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A Trip to Shurnukh in Syunik Region — Our Southern Gate

Armenian News Network / Groong

April 8, 2021
By George Tabakyan

Syunik, Armenia — Friday early morning, we left our hotel in Goris to head to Shurnukh, the border village which has become the center of the news in recent months. This was my 3rd visit after the war and this time we were visiting with our Sahman NGO team to start our small family businesses in Syunik’s border villages. After the November 9th capitulation agreement, more than 15 villages in Syunik became border villages; hence our decision to extend our NGO operations to Syunik.

Shurnukh is the most badly hit village in Syunik. Although, the first point of the November 9th capitulation agreement mentioned both troops on both sides remain in their positions, the government decided to unofficially demarcate the new border between Armenia and Azerbaijan in the Syunik region. The authorities denied several times that a demarcation or delimitation process has been implemented but recently deputy PM Avinyan announced that the latest soviet administrative maps (1974) were used as a basis to deploy the troops from both sides. The use of 1974 maps as a basis is in fact a demarcation process.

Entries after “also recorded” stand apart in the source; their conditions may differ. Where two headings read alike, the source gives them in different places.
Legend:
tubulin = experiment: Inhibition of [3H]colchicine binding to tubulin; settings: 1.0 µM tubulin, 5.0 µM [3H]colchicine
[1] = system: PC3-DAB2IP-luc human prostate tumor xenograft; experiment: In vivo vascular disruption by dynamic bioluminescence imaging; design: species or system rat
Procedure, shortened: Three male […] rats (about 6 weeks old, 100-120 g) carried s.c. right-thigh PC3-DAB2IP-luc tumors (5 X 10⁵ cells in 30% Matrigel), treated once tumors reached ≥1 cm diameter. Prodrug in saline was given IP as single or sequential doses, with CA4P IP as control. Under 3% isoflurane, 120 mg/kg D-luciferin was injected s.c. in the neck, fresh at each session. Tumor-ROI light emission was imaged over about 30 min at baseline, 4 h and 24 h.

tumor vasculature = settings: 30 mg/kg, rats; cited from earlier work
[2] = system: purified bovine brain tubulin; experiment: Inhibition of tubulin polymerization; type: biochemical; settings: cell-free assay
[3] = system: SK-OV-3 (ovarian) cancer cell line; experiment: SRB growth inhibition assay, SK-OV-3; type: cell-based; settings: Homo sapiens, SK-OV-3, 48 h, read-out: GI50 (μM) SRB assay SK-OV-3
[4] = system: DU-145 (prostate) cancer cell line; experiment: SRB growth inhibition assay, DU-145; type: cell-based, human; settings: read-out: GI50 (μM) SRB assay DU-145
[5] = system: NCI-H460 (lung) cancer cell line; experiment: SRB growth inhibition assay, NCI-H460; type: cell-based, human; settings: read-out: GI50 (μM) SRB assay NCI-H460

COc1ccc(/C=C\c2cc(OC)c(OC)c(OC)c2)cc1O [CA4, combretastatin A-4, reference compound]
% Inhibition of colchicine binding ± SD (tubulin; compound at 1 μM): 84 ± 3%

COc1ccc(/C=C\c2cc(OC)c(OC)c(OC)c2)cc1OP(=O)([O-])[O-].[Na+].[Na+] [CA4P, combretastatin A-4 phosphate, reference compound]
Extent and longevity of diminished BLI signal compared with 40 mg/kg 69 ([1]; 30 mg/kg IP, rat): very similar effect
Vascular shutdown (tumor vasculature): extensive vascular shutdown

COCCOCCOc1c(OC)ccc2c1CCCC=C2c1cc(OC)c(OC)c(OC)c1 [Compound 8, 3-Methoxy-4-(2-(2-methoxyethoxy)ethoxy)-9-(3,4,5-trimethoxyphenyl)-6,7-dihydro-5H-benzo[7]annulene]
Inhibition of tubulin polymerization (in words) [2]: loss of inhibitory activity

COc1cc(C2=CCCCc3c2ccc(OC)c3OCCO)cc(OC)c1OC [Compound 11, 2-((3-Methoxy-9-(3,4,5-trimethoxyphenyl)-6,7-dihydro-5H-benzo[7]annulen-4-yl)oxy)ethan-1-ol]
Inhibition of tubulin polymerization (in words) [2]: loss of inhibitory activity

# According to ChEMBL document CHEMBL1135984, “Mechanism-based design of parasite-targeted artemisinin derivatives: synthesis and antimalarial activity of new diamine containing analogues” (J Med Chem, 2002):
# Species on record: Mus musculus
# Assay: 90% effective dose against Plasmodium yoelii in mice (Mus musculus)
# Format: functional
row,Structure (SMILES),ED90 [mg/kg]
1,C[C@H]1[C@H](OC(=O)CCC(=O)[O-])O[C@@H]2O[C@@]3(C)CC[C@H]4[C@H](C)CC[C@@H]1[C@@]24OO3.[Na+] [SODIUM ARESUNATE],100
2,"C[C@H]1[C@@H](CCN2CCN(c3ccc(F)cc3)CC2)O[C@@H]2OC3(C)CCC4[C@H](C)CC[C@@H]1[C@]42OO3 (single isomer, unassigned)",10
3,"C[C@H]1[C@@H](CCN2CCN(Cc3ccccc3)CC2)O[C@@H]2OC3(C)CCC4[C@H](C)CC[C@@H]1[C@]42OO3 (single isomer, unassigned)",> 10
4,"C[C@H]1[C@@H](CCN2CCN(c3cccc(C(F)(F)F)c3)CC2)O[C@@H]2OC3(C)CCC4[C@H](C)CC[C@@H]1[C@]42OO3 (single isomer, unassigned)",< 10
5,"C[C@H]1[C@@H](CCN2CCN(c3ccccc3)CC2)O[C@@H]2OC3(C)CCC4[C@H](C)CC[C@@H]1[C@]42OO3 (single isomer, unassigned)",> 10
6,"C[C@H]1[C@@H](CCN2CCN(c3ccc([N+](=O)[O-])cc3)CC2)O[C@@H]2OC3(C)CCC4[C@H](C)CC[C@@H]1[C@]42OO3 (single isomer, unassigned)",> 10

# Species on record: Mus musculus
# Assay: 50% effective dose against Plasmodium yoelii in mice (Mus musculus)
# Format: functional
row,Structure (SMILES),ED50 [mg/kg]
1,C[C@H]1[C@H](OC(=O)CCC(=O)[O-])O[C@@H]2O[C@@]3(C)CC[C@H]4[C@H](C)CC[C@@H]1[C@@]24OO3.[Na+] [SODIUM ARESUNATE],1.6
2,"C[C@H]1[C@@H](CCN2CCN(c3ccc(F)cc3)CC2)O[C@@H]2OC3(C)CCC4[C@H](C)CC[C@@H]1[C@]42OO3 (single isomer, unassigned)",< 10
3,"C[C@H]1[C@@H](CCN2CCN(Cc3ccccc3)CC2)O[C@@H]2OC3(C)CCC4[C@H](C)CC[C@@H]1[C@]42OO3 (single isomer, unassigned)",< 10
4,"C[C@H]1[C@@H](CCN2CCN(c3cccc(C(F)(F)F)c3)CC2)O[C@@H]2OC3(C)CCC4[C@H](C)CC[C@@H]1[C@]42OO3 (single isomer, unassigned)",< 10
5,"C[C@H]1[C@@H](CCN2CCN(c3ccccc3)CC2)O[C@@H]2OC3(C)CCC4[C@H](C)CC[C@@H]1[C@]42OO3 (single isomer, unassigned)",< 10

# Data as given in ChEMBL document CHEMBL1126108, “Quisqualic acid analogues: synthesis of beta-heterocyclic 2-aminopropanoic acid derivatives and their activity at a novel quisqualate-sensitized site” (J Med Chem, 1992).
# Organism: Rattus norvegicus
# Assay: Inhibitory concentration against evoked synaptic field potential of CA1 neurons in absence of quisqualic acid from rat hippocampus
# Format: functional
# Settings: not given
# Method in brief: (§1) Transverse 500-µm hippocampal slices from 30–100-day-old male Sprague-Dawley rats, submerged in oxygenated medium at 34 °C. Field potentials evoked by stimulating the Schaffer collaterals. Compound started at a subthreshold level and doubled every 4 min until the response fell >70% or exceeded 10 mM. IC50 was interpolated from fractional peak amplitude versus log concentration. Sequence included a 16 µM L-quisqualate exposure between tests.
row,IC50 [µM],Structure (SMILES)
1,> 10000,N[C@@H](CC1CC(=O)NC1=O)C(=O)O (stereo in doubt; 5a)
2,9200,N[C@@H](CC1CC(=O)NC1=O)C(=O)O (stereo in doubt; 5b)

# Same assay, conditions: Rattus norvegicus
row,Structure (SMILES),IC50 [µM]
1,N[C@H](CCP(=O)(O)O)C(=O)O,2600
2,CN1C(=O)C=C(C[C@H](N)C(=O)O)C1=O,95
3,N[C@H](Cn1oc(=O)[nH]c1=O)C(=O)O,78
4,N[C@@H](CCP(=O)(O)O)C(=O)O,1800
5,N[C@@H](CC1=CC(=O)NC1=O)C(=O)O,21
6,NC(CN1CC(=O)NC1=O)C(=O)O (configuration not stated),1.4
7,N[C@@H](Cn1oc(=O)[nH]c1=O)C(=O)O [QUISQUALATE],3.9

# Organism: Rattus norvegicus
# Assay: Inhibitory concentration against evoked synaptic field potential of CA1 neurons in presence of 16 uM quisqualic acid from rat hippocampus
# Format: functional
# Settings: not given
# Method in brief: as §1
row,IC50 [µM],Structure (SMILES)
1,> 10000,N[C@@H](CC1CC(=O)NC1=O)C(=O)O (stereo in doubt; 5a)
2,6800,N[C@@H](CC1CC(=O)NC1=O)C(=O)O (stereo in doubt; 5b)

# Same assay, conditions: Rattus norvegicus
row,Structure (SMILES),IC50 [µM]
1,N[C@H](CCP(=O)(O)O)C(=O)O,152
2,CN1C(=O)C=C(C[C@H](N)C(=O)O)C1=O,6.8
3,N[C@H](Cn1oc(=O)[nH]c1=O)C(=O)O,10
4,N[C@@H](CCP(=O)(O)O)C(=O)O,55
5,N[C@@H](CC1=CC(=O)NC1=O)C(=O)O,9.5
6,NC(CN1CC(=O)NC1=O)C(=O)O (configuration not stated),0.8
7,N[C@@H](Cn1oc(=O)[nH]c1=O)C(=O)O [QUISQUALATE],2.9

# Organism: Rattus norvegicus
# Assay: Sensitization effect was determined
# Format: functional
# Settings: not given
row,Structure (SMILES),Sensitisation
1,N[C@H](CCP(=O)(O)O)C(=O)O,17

As a result of the demarcation, on the 17th of December 2020, the Armenian troops and village reserve forces were removed from the mountainous positions where they were positioned when the agreement was signed, and the Azerbaijani troops approached the village and gave notice to the population to vacate their 12 houses which fall within their new border. With the presence of the Russian peacekeepers, the houses were evacuated, and the Azerbaijani army deployed in that part of the village. All 12 families carried official title deeds for their houses which makes it unexplainable why the same government would give up their lands based on an old administrative map.

Figure 1. Shurnukh according to the 1974 soviet administrative maps

From that day, Armenian border guards have been stationed in the village along with the Russian peacekeeping troops who are stationed right in the Armenian part of the village.

Figure 2. The Armenian and the Azerbaijani parts of Shurnukh village
Figure 3. The 2 signs of the village

In order to reach Shurnukh, we had to cross the road from Karahunj to Vorotan. With the undeclared demarcation, the 4.5 km road has totally fallen under the control of the Azerbaijani forces. They have setup a small command center near that road along with a mutual checkpoint with the Russian peacekeepers at the end of the road near Vorotan. While the road is under their control, Armenians are allowed to use this road as this is the main road tying Kapan to Goris and the only road used for transporting goods from Iran to Armenia. The Armenian border guards cannot enter this zone and for any incident, the Russians are informed to enter and intermediate. Needless to say, the future fate of this road is unknown along with everything else in Syunik.

Figure 4. Goris — Vorotan road which is completely under the Azerbaijani control